(YAP, Federated States of Micronesia) — Three sailors were rescued from a remote Pacific Island after being stranded for over a week and writing “HELP” with palm leaves on the white sand beach, the U.S. Coast Guard announced this week.

The unnamed sailors, all men in their 40s, were rescued from Pikelot Atoll — one of the outer islands of the State of Yap, part of the Federated States of Micronesia — on April 9, the U.S. Coast Guard announced in a press release.


“In a remarkable testament to their will to be found, the mariners spelled out “HELP” on the beach using palm leaves, a crucial factor in their discovery,” Lt. Chelsea Garcia, the search and rescue mission coordinator on the day they were located, said in the release. “This act of ingenuity was pivotal in guiding rescue efforts directly to their location.”

The men were on a fishing trip that began March 31 when their 20-foot open skiff sailboat equipped with an outboard motor was damaged and non-functional, leaving them stranded ashore Pikelot Atoll, according to officials.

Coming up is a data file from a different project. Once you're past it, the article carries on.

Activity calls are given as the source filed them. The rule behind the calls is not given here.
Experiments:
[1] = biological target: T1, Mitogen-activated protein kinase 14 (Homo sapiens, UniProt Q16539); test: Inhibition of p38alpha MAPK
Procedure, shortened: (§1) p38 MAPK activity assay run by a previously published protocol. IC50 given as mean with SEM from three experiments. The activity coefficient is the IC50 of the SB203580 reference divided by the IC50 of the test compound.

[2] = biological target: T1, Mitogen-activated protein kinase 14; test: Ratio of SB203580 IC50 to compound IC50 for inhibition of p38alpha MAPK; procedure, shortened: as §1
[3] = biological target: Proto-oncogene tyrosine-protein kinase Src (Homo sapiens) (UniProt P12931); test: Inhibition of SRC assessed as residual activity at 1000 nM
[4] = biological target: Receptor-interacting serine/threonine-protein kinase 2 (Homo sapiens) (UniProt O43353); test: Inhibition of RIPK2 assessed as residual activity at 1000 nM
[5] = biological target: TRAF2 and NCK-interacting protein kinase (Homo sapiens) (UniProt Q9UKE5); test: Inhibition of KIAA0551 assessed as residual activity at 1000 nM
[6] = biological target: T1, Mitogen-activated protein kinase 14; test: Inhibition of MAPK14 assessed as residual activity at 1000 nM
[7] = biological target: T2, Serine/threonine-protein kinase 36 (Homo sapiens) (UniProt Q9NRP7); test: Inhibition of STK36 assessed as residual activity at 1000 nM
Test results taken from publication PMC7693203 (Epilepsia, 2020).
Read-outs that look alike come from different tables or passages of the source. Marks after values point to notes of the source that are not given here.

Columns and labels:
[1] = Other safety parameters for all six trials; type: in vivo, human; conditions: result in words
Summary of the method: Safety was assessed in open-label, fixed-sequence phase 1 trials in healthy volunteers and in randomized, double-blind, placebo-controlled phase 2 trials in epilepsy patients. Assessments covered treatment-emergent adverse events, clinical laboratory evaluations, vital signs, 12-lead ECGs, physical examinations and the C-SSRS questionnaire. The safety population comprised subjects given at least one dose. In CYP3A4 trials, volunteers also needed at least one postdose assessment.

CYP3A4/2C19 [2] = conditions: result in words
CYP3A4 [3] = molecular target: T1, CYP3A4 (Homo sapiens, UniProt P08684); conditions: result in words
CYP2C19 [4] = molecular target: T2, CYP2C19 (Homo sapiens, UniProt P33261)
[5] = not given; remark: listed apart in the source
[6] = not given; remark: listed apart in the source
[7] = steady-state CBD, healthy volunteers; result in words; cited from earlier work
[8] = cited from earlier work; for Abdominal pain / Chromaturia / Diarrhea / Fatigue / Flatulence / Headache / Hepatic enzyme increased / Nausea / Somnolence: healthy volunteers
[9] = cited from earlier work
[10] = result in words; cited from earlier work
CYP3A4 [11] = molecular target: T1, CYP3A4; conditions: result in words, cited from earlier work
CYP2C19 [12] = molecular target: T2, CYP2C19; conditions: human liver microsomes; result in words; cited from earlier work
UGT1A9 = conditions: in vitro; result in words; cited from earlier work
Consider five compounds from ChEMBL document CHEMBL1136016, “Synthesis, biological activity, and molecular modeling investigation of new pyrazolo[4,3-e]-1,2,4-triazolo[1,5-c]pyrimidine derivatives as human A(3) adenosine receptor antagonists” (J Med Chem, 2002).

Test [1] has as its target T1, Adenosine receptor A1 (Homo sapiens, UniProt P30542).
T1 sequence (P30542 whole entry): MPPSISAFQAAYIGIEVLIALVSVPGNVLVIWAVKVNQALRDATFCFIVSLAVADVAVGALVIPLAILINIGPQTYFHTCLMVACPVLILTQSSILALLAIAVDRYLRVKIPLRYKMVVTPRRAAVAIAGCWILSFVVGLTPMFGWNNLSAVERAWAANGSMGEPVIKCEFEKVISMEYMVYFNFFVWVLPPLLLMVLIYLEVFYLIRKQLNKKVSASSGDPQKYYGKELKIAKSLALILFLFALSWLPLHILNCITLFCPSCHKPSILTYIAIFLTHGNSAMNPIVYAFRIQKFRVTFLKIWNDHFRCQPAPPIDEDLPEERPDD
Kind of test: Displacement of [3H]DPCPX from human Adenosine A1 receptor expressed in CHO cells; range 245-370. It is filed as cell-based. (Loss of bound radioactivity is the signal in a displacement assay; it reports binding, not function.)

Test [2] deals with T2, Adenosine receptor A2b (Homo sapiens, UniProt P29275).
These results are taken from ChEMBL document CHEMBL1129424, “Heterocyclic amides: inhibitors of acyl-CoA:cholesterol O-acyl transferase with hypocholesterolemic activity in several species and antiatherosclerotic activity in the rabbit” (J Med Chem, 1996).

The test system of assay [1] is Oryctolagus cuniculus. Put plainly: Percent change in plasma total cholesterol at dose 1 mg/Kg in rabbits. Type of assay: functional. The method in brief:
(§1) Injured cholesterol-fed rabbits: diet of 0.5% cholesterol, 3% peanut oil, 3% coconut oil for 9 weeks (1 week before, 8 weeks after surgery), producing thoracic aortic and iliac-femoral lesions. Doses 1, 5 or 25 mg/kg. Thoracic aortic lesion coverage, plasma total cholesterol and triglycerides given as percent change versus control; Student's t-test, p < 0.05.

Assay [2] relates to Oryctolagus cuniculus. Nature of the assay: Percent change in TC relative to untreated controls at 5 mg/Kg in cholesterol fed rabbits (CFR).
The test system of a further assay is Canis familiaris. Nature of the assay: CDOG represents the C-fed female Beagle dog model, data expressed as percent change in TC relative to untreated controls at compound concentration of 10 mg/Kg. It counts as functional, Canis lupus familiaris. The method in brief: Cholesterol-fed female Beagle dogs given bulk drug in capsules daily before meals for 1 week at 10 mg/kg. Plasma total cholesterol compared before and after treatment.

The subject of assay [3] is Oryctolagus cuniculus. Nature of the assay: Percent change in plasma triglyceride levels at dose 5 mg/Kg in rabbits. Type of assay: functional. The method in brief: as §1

The search and rescue mission began on April 6 when a relative of the sailors called the Joint Rescue Sub-Center (JRSC) Guam, reporting the men had not returned home.


The U.S. Coast Guard says a “breakthrough” in the rescue efforts came the next day, when a U.S. Navy P-8 Poseidon aircraft flying over the island identified the sailors, “confirming their presence and condition.”

On April 8, a U.S. Coast Guard aircraft crew relocated the men and dropped a radio to establish communication. “The mariners confirmed they were in good health, had access to food and water, and recovered their skiff,” according to the release.

The aircraft crew successfully deployed survival packages to the stranded sailors until the USCGC Oliver Henry could re-route to Pikelot Atoll on April 9 to complete the rescue operation, officials said.


The ship rescued the sailors and their equipment, and returned them to their home island Polowat Atoll, more than 100 miles away, according to the release.

“Our unwavering dedication to the search and rescue mission not only ensures the safety and well-being of mariners and coastal communities, but also reinforces the strong bonds of friendship and cooperation between the United States and the FSM and with our DoD partners,” Capt. Nicholas Simmons, commander of U.S. Coast Guard, said in the release.

In August 2020, a similar search-and-rescue operation took place on Pikelot Atoll when three men had been missing in the western Pacific Ocean for nearly three days when their giant message outlined on the beach of tiny Pikelot Island was spotted from above by searchers in an Australian and U.S. aircraft.


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